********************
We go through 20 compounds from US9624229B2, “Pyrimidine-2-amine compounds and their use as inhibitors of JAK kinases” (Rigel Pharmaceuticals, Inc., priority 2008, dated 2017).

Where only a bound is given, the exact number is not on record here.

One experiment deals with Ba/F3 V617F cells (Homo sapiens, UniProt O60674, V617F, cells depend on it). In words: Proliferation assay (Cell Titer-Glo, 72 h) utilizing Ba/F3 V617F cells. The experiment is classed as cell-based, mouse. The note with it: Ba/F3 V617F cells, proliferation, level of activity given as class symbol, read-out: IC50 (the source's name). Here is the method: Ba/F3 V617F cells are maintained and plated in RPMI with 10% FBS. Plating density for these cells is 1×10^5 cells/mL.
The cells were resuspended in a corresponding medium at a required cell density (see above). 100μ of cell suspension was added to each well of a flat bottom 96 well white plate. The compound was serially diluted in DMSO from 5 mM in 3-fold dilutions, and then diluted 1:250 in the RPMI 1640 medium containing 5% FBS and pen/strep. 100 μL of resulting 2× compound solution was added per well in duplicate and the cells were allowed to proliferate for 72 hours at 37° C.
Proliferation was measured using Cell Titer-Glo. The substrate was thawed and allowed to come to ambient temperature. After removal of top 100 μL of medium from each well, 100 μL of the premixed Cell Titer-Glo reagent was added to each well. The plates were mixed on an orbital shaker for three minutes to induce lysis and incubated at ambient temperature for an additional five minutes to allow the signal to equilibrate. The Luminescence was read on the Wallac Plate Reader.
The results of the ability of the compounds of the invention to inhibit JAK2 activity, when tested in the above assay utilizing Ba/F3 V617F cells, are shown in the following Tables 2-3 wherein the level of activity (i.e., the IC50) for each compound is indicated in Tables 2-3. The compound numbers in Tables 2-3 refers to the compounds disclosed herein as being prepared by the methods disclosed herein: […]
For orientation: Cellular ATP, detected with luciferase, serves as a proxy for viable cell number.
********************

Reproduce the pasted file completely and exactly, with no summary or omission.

We go through 20 compounds from US9624229B2, “Pyrimidine-2-amine compounds and their use as inhibitors of JAK kinases” (Rigel Pharmaceuticals, Inc., priority 2008, dated 2017).

Where only a bound is given, the exact number is not on record here.

One experiment deals with Ba/F3 V617F cells (Homo sapiens, UniProt O60674, V617F, cells depend on it). In words: Proliferation assay (Cell Titer-Glo, 72 h) utilizing Ba/F3 V617F cells. The experiment is classed as cell-based, mouse. The note with it: Ba/F3 V617F cells, proliferation, level of activity given as class symbol, read-out: IC50 (the source's name). Here is the method: Ba/F3 V617F cells are maintained and plated in RPMI with 10% FBS. Plating density for these cells is 1×10^5 cells/mL.
The cells were resuspended in a corresponding medium at a required cell density (see above). 100μ of cell suspension was added to each well of a flat bottom 96 well white plate. The compound was serially diluted in DMSO from 5 mM in 3-fold dilutions, and then diluted 1:250 in the RPMI 1640 medium containing 5% FBS and pen/strep. 100 μL of resulting 2× compound solution was added per well in duplicate and the cells were allowed to proliferate for 72 hours at 37° C.
Proliferation was measured using Cell Titer-Glo. The substrate was thawed and allowed to come to ambient temperature. After removal of top 100 μL of medium from each well, 100 μL of the premixed Cell Titer-Glo reagent was added to each well. The plates were mixed on an orbital shaker for three minutes to induce lysis and incubated at ambient temperature for an additional five minutes to allow the signal to equilibrate. The Luminescence was read on the Wallac Plate Reader.
The results of the ability of the compounds of the invention to inhibit JAK2 activity, when tested in the above assay utilizing Ba/F3 V617F cells, are shown in the following Tables 2-3 wherein the level of activity (i.e., the IC50) for each compound is indicated in Tables 2-3. The compound numbers in Tables 2-3 refers to the compounds disclosed herein as being prepared by the methods disclosed herein: […]
For orientation: Cellular ATP, detected with luciferase, serves as a proxy for viable cell number.